|Title||Trends in operative management of pediatric splenic injury in a regional trauma system.|
|Publication Type||Journal Article|
|Year of Publication||2005|
|Authors||Davis DH, Localio RA, Stafford PW, Helfaer MA, Durbin D|
|Date Published||2005 Jan|
|Keywords||Abdominal Injuries, Adolescent, Child, Child, Preschool, Emergency Service, Hospital, Female, Humans, Infant, Injury Severity Score, Logistic Models, Male, Pennsylvania, Physician's Practice Patterns, Spleen, Splenectomy, Surgical Procedures, Operative, Trauma Centers, Traumatology, Wounds, Nonpenetrating|
OBJECTIVE: Selective nonoperative management of pediatric blunt splenic injury became the standard of care in the late 1980s. The extent to which this practice has been adopted in both trauma centers and nontrauma hospitals has been investigated sporadically. Several studies have demonstrated significant variations in practice patterns; however, most published studies capture only a selective population over a relatively short time interval, often without simultaneous adjustment for confounding variables. The objective of this study was to characterize the variation in operative versus nonoperative management of blunt splenic injury in children in nontrauma hospitals and in trauma centers with varying resources for pediatric care within a regionalized trauma system in the past decade.
METHODS: The study population included all children who were younger than 19 years and had a diagnosis of blunt injury to the spleen (International Classification of Diseases code 865.00-865.09) and were admitted to each of the 175 acute care hospitals in Pennsylvania between 1991 and 2000. The proportion of patients who were treated operatively was stratified by trauma-level certification and adjusted for age and splenic injury severity. Multivariable logistic regression models were used to generate probabilities of splenectomy by age, injury severity, and hospital type.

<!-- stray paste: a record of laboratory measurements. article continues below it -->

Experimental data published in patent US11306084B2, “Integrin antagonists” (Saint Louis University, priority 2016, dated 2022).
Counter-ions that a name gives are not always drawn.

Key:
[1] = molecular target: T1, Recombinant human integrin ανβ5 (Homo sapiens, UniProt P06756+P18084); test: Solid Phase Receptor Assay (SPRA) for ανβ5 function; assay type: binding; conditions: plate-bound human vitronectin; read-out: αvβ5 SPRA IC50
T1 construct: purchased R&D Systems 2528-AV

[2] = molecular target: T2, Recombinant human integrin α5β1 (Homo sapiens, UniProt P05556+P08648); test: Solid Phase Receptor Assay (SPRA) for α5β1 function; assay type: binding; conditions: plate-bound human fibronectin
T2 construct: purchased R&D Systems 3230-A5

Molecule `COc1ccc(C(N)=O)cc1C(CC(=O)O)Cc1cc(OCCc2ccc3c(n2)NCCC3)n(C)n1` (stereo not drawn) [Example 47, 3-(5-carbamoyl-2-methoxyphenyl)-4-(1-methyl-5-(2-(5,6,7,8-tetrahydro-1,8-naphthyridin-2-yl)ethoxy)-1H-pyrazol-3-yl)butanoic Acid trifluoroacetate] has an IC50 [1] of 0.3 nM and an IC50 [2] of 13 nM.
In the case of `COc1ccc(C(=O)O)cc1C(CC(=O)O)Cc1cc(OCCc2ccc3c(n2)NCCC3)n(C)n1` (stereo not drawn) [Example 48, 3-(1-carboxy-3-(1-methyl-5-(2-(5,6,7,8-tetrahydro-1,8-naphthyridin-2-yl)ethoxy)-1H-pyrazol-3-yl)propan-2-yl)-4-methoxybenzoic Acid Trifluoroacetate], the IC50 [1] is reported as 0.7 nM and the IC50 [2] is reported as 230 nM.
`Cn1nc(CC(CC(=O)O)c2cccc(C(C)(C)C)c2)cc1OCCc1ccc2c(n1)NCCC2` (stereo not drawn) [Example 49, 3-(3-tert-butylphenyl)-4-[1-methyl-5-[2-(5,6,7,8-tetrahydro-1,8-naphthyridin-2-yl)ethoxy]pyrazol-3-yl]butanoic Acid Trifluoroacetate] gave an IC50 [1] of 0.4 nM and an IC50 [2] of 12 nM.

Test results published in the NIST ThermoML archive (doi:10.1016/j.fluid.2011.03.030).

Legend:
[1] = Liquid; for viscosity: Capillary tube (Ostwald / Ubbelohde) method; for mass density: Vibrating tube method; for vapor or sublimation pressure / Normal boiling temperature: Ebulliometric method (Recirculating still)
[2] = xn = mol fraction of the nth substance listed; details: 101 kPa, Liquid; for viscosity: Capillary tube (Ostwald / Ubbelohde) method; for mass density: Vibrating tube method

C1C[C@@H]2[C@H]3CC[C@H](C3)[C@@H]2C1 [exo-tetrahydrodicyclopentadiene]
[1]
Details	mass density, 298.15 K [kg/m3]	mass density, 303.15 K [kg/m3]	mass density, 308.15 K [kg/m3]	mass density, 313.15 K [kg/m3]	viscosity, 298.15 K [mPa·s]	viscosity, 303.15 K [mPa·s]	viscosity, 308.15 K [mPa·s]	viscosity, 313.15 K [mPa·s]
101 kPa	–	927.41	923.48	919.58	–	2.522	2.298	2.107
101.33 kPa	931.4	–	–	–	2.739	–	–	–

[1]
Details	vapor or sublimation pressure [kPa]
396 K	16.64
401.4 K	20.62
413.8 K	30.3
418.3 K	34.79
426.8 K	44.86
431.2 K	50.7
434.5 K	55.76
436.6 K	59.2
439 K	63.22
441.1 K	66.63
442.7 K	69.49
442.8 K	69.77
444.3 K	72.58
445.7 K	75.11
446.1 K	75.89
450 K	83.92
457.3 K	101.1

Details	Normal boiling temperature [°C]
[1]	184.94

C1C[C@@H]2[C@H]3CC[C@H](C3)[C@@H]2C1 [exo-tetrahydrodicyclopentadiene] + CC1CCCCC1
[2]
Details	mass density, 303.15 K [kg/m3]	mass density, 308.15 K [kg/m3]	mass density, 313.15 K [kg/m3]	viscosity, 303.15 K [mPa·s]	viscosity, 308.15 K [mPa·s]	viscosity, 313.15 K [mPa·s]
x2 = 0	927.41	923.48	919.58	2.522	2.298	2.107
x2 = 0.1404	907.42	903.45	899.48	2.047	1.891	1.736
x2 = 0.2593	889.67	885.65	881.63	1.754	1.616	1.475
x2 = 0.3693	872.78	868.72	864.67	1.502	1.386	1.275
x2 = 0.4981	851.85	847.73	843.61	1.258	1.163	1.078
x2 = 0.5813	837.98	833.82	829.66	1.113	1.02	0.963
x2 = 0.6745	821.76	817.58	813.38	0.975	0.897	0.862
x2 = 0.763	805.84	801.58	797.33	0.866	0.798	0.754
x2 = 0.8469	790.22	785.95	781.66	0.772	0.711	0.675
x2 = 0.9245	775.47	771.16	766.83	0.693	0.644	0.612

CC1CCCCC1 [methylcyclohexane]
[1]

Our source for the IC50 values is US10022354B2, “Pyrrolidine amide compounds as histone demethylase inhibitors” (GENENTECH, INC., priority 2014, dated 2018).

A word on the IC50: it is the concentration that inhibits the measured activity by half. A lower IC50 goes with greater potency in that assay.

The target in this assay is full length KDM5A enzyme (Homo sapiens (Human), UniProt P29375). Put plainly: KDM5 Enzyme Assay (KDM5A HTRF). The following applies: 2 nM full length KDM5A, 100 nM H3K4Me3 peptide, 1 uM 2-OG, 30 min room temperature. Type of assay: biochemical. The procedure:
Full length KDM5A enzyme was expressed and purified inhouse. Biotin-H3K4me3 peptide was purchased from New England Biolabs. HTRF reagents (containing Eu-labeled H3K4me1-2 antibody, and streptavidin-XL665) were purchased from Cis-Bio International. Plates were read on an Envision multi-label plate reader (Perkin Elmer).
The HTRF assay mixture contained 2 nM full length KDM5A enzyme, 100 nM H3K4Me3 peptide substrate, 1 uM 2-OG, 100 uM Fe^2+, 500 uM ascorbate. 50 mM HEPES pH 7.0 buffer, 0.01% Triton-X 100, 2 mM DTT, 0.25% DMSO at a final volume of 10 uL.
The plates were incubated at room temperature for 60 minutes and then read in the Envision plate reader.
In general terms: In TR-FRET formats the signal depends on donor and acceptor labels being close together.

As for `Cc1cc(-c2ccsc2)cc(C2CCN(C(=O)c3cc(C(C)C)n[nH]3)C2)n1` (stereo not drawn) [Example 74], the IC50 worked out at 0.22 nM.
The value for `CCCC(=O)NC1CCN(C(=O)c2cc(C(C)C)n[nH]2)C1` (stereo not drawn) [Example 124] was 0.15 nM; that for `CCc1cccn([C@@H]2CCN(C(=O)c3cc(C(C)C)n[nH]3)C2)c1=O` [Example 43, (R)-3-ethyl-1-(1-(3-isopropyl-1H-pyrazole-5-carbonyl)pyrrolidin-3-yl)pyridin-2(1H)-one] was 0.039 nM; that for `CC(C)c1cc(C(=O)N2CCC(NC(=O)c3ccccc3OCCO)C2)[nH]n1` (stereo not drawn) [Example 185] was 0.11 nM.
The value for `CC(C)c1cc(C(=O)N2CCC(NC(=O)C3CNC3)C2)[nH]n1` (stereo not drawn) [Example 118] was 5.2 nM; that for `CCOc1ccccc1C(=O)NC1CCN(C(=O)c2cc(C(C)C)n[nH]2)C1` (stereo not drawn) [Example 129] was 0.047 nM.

RESULTS: From 1991 through 2000 in Pennsylvania, 3245 children sustained blunt splenic injury that required hospitalization; 752 (23.2%) were treated operatively. Generally, as age and splenic injury severity increased, the proportion of patients who were treated operatively increased. Compared with pediatric trauma centers, the relative risk (with associated 95% confidence interval) of splenectomy was 4.4 (3.0-6.3) for level 1 trauma centers with additional qualifications in pediatrics; 6.2 (4.4-8.7) for level 1 trauma centers, 6.3 (5.3-7.4) for level 2 trauma centers, and 5.0 (4.2-5.9) for nontrauma centers. Significant variation in practice pattern was seen among hospital types and over time even after adjustment for age and injury severity.
CONCLUSIONS: The operative management of splenic injury in children varied significantly by hospital trauma status and over time during the past decade in Pennsylvania. Given the relative benefits of nonoperative treatment for children with blunt splenic injury, these results highlight the need for more widespread and standardized adoption of this treatment, particularly in hospitals without a large volume of pediatric trauma patients.